My Common Writing Mistakes

I make many writing mistakes even if you excluded all my amazing typo errors. For everyone who followed my blogs and Youtube channel, you know that I did not formally study literature or writing. I picked it up along the way, paid money to get verbally abused by an editor and ate many bitter criticisms from strangers over the internet who are mostly toxic and narcissistic.


Yet as I improve, I continue to find myself making some rather jarring mistakes ̶t̶h̶a̶t̶ I know I shouldn't be making while editing. It's annoying how my subconscious mind never registers all the bad habits. Unlearning is often harder than learning.


If you are also a writer, you might share some of my common writing mistakes.


Patreons to credit: -This could be you. Join now.-


#1: "That", "Really", "Just"


These words are the fillers of writing. when we write, we think. When we think, we pause. When we pause in a speech we use "Uh", "Um", and "Er". When we write, the fillers become "that", "really" and "just".


Of course, this list is not comprehensive. There are plenty of other filler words depending on the writer and the country they come from. Different countries and regions use English differently but my point remains.


Filler words exist when we write. Sometimes, I see as many as twenty of these filler words easily in a 3,000-word chapter. By the time I finish editing, it usually cuts the word count by 200 words after removing redundancies and rewriting them into more concise sentences.


#2: Wrong Preposition


Honestly, apart from verb tenses, I think prepositions are the hardest.


I'm an English tutor (as well as Piano teacher) so I know where many of my students stumble. English is not very accurately used in many Asian countries that teach the language. Being bilingual (or trilingual in my case) has its pros and cons especially when the mother tongue is stronger than the secondary language.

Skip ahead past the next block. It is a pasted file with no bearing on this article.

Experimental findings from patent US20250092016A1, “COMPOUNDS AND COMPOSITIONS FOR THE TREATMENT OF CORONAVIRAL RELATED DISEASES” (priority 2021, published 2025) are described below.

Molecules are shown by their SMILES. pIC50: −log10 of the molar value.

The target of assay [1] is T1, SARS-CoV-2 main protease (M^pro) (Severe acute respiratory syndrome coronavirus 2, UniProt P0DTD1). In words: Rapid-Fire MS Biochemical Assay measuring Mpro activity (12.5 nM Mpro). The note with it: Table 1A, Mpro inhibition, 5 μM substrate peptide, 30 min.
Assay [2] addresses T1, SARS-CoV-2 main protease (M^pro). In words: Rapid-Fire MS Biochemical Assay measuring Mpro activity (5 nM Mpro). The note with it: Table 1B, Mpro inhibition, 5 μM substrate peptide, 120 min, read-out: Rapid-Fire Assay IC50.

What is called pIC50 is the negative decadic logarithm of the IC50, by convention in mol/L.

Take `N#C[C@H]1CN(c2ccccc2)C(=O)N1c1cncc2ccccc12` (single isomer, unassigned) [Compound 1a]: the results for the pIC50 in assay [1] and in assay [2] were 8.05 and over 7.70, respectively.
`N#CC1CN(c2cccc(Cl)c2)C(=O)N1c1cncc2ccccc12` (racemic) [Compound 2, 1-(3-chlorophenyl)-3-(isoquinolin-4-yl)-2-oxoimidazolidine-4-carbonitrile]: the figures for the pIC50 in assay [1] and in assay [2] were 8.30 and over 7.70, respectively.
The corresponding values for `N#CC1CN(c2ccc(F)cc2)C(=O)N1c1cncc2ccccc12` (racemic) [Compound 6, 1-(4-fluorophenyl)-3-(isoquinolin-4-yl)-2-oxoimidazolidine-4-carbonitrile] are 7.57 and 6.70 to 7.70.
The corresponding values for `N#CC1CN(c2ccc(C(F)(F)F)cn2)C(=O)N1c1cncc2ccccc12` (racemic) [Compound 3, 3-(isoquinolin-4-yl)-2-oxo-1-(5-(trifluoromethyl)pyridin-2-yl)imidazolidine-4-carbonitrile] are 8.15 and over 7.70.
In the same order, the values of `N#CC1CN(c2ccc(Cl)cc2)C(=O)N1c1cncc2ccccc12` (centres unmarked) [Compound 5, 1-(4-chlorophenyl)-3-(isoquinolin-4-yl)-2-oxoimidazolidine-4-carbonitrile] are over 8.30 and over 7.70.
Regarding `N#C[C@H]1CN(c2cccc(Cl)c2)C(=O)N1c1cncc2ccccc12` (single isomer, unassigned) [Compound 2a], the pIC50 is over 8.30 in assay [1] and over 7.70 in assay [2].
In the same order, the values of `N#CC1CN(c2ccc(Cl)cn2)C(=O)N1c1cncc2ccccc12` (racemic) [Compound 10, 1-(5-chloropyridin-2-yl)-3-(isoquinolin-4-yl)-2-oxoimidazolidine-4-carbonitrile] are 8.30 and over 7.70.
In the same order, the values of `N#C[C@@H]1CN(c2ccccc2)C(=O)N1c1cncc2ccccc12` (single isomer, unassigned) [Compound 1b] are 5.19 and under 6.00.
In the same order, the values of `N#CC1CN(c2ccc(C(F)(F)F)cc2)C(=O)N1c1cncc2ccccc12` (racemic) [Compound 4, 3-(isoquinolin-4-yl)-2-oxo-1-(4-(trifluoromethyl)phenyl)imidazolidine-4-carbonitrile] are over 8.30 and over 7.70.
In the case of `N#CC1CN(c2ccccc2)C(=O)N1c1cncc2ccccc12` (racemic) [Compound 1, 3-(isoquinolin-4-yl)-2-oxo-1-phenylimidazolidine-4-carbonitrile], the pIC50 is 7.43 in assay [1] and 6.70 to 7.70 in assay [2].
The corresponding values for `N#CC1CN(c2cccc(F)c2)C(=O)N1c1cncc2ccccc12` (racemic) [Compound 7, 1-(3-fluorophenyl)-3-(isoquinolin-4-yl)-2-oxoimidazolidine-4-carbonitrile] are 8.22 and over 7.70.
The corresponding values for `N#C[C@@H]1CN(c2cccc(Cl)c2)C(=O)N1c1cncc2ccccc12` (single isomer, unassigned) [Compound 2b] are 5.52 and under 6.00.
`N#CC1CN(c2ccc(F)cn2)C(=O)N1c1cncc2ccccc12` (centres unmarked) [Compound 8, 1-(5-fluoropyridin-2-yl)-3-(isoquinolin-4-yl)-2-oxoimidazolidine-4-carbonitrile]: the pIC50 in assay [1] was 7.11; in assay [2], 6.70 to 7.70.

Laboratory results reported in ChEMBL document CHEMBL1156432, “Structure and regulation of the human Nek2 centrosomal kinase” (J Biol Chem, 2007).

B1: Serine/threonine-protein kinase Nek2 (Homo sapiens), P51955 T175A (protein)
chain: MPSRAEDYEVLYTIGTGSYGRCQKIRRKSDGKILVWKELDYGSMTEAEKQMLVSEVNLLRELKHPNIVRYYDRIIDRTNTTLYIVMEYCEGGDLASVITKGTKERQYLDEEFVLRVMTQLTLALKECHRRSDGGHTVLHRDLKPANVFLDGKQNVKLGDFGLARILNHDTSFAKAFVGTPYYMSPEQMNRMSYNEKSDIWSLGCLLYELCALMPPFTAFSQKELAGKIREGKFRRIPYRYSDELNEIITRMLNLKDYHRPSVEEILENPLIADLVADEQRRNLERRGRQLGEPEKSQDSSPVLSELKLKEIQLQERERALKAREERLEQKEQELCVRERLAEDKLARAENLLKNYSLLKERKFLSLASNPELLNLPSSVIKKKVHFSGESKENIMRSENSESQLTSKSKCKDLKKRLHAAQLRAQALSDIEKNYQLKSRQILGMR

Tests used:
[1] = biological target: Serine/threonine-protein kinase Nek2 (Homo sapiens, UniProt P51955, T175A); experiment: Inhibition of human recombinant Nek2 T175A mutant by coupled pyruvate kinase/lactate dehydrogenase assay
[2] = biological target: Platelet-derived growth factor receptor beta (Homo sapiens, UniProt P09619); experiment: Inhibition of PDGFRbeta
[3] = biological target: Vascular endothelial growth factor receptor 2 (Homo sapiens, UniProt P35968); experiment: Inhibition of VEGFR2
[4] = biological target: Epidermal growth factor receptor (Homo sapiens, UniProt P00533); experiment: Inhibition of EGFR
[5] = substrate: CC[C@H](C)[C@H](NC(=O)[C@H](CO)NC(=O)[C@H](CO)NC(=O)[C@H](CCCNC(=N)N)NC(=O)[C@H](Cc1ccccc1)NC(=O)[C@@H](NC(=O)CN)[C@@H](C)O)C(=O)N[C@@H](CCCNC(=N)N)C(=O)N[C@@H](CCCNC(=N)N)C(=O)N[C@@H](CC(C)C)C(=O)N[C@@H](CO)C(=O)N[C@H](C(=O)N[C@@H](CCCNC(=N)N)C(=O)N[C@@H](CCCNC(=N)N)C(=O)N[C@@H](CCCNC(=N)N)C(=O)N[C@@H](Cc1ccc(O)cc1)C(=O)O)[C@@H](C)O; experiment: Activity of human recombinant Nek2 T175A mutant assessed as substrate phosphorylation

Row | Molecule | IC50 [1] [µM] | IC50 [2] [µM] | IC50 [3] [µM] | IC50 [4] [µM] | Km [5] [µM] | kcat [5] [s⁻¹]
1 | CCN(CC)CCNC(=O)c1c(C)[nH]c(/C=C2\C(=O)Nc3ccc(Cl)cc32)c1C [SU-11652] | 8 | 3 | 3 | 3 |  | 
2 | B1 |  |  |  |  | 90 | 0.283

Even as a teacher and writer, I sometimes struggle to find the most accurate preposition to convey what I want to my readers not because I don't know the preposition used but because I keep rewriting my sentence and the forms of a certain word that the preposition used before becomes irrelevant.


Original sentence: Lying on the bed.

Ideal edit: Lying in bed.

What I write when I'm blind: Lying on bed.


This is where Grammarly usually points it out and asks me if I want to keep the sentence the way it was written and I say "Hell, no!" before smacking my forehead and wondering when the coffee juice ran out.


#3: "Would be [verb]ing" & Perfect Tensing


It's a common mistake to make and I don't believe I'm the only one. I can say that with certainty because I know a certain co-author also suffers from this.


The sentence: He would be going to the theme park if it did not rain.

the better sentence: He will go to the theme park if it did not rain.


many times I see blue lines that Grammarly offer suggestions and accept them when I see "would be", "should be" and "could be" because I know that's terrible phrasing. It's overly wordy with no clear perspective. Simple is still best but our minds are complicated. Check the example below for passive perfect tensing and ask if you're one of those writers who try to sound smarter by over-complicating the things you write unnecessarily.


The sentence: She had eaten dinner before her shower.

The better sentence: She ate her dinner before showering.


The sentence: I had been writing when the doorbell rang.

The better sentence: I was writing when the doorbell rang.


As you can see, while none of the sentences above was grammatically wrong, I'd say the clarity resonates better in the second version. It feels lighter to read and easier to understand at first glance. The only reason why they were considered mistakes in my books despite being grammatically accurate was due to the lack of clarity.